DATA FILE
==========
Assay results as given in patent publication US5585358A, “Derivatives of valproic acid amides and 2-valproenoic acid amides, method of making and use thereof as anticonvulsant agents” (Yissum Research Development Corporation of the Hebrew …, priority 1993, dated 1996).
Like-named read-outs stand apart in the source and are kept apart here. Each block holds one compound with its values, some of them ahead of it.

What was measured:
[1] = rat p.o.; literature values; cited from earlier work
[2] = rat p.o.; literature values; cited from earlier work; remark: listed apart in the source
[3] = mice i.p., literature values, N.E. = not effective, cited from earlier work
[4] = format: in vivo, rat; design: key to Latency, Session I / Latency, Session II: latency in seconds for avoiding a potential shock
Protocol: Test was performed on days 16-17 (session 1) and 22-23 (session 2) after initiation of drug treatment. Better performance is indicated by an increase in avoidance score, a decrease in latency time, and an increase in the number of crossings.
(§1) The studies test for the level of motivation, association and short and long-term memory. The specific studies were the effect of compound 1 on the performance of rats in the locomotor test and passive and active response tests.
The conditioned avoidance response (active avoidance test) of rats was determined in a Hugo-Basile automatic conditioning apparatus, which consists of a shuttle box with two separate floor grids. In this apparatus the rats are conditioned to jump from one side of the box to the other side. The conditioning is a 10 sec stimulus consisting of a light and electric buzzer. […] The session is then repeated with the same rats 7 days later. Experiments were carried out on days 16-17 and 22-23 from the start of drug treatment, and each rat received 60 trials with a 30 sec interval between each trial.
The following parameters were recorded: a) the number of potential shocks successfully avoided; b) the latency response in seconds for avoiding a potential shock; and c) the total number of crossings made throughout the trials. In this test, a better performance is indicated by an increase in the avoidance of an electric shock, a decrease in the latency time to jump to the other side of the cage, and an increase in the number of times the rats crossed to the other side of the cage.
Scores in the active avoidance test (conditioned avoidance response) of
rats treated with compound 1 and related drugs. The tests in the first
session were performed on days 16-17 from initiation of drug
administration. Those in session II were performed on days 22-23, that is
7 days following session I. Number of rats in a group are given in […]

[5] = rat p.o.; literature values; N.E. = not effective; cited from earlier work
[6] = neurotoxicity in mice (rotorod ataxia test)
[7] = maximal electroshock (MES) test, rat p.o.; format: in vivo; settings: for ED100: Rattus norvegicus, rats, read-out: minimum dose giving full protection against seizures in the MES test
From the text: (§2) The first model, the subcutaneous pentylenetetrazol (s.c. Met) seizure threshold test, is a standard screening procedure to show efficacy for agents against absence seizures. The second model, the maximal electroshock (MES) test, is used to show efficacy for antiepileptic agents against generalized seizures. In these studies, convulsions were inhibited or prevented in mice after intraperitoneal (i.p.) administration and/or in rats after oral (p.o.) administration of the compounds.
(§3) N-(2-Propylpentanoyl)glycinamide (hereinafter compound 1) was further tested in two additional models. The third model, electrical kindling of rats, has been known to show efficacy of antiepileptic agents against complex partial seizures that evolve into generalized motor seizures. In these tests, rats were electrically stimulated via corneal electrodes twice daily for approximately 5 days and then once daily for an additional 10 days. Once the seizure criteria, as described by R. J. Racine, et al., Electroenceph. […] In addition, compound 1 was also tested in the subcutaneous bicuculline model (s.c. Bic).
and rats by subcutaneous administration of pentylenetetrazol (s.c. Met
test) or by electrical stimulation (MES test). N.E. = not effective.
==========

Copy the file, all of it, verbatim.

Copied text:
Assay results as given in patent publication US5585358A, “Derivatives of valproic acid amides and 2-valproenoic acid amides, method of making and use thereof as anticonvulsant agents” (Yissum Research Development Corporation of the Hebrew …, priority 1993, dated 1996).
Like-named read-outs stand apart in the source and are kept apart here. Each block holds one compound with its values, some of them ahead of it.

What was measured:
[1] = rat p.o.; literature values; cited from earlier work
[2] = rat p.o.; literature values; cited from earlier work; remark: listed apart in the source
[3] = mice i.p., literature values, N.E. = not effective, cited from earlier work
[4] = format: in vivo, rat; design: key to Latency, Session I / Latency, Session II: latency in seconds for avoiding a potential shock
Protocol: Test was performed on days 16-17 (session 1) and 22-23 (session 2) after initiation of drug treatment. Better performance is indicated by an increase in avoidance score, a decrease in latency time, and an increase in the number of crossings.
(§1) The studies test for the level of motivation, association and short and long-term memory. The specific studies were the effect of compound 1 on the performance of rats in the locomotor test and passive and active response tests.
The conditioned avoidance response (active avoidance test) of rats was determined in a Hugo-Basile automatic conditioning apparatus, which consists of a shuttle box with two separate floor grids. In this apparatus the rats are conditioned to jump from one side of the box to the other side. The conditioning is a 10 sec stimulus consisting of a light and electric buzzer. […] The session is then repeated with the same rats 7 days later. Experiments were carried out on days 16-17 and 22-23 from the start of drug treatment, and each rat received 60 trials with a 30 sec interval between each trial.
The following parameters were recorded: a) the number of potential shocks successfully avoided; b) the latency response in seconds for avoiding a potential shock; and c) the total number of crossings made throughout the trials. In this test, a better performance is indicated by an increase in the avoidance of an electric shock, a decrease in the latency time to jump to the other side of the cage, and an increase in the number of times the rats crossed to the other side of the cage.
Scores in the active avoidance test (conditioned avoidance response) of
rats treated with compound 1 and related drugs. The tests in the first
session were performed on days 16-17 from initiation of drug
administration. Those in session II were performed on days 22-23, that is
7 days following session I. Number of rats in a group are given in […]

[5] = rat p.o.; literature values; N.E. = not effective; cited from earlier work
[6] = neurotoxicity in mice (rotorod ataxia test)
[7] = maximal electroshock (MES) test, rat p.o.; format: in vivo; settings: for ED100: Rattus norvegicus, rats, read-out: minimum dose giving full protection against seizures in the MES test
From the text: (§2) The first model, the subcutaneous pentylenetetrazol (s.c. Met) seizure threshold test, is a standard screening procedure to show efficacy for agents against absence seizures. The second model, the maximal electroshock (MES) test, is used to show efficacy for antiepileptic agents against generalized seizures. In these studies, convulsions were inhibited or prevented in mice after intraperitoneal (i.p.) administration and/or in rats after oral (p.o.) administration of the compounds.
(§3) N-(2-Propylpentanoyl)glycinamide (hereinafter compound 1) was further tested in two additional models. The third model, electrical kindling of rats, has been known to show efficacy of antiepileptic agents against complex partial seizures that evolve into generalized motor seizures. In these tests, rats were electrically stimulated via corneal electrodes twice daily for approximately 5 days and then once daily for an additional 10 days. Once the seizure criteria, as described by R. J. Racine, et al., Electroenceph. […] In addition, compound 1 was also tested in the subcutaneous bicuculline model (s.c. Bic).
and rats by subcutaneous administration of pentylenetetrazol (s.c. Met
test) or by electrical stimulation (MES test). N.E. = not effective.